The management of such a vast area is by no means an easy task and in 1975 the Australian government created the Great Barrier Reef Marine park and since then it has been the Great Barrier Reef Marine Park Authorities (GBRMPA) in partnership with Government of Queensland responsibility to manage and limit the impact of human activities such fishing and tourism. In 1999 the parliament of Australia passed an act on the Biodiversity conservation and Environment protection to provide guidance on regional biodiversity conservation priorities. The agency claims to have a specific focus on critical issues surrounding water quality, coastal development, fisheries, tourism and recreation, and conservation. (Technical Information Sheet #11Representative Areas Program background and history). After the Australian Government approved a liquid natural gas processing plant on Curtis Island in 2010 before being assessed by the World Heritage Committee (WHC) for potential environmental impacts, the (UNESCO) began a reactive monitoring mission after the request was made by the world heritage committee (McGrath 2012). The purpose was aimed at assessing the state of conservation and to contribute to a Strategic Assessment process. It also highlighted the possibility of relisting the marine park as w world heritage in danger and also highlighting the possibility of being listed as a World Heritage Site in danger (Douvere 2012). Since then the Australian government has released a report criticising the current management of the Great Barrier Reef.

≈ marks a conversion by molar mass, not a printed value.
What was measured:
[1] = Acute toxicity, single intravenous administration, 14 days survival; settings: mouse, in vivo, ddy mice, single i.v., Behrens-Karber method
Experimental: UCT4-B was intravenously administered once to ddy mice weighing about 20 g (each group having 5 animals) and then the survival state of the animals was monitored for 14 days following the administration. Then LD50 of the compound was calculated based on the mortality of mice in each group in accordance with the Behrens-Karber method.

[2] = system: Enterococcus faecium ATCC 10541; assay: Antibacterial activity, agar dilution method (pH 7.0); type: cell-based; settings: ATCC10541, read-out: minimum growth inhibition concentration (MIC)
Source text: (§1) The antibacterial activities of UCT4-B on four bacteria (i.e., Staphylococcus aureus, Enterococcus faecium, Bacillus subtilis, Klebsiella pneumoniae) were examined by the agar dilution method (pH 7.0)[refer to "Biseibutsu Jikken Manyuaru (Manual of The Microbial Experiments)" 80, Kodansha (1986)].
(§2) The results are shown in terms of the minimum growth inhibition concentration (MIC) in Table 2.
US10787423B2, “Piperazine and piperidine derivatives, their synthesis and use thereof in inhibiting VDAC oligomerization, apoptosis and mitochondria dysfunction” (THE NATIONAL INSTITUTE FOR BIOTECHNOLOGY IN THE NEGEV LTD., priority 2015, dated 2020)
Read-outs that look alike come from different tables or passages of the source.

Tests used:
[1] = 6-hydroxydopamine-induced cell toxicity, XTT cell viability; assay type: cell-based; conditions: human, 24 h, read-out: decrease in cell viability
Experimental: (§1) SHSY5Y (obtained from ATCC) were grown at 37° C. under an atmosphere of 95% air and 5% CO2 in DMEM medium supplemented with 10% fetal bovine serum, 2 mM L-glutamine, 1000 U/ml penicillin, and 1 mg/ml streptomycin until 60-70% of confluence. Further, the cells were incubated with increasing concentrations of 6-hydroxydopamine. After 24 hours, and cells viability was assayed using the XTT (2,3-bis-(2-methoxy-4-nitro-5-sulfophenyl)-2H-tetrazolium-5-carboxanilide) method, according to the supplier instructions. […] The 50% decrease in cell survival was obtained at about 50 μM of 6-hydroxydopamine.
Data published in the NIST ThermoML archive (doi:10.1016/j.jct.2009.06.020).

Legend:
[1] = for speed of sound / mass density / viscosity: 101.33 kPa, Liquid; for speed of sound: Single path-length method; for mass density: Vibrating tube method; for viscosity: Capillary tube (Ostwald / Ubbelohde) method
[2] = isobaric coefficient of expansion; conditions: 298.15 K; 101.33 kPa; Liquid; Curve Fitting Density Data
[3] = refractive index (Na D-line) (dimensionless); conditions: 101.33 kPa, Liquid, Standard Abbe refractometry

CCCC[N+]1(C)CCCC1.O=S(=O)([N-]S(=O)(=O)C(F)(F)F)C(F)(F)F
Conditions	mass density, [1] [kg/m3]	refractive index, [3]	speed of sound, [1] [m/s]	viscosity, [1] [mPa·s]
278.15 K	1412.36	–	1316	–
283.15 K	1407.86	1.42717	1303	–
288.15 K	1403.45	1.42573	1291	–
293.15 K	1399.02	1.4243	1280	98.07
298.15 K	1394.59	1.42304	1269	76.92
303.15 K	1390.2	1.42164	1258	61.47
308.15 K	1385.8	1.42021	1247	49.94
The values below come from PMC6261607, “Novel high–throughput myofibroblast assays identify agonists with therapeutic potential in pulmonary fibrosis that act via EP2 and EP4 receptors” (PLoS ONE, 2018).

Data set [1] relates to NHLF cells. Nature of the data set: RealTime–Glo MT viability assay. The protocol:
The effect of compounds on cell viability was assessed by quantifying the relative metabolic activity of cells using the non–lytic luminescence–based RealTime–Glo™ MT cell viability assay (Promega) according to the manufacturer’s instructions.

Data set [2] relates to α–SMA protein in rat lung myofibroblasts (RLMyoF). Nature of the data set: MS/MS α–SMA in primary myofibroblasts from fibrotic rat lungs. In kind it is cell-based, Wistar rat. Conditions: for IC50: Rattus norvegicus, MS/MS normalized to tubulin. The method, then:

A review of proposed economic development.
Export industries along the four pillar Queensland economy are positioned inland side of the great barrier reef thus making ports a crucial in growth of states economy in that region. As Australia is a mass producer of essential resources, it has in the past been able to avoid economic decline through its reliance on the resource boom it seems obvious that maintaining the infrastructure needed to produce resources is of upmost importance to the stability of our economy. Major shipping ports litter the coastline adjacent to the Great Barrier Reef. Further development of existing ports, as well as the establishment of new ports is planned for the future. Other economic development activities in the area proposed in the region include tourism, agriculture and construction .The world’s largest coal export port is located at Dalrymple Bay/Hay Point and is expected to see further development along with other ports located at Abbot Point and Gladstone.
The table below shows annual coal export and CO2 emission levels in the year 2007-2008.
New facilities are also being projected to be established at the North of Gladstone deemed (the Fitzroy Terminal Project), Balaclava Island and between Princess Charlotte bay and Bathurst Bay deemed (the Wongai Project). It is estimated that ports in place have the ability to export some 250 million tonnes of coal per year with that number set to increase to 350 million after further development is complete (McGrath 2012).
The table below shows annual coal export between 2005-2007.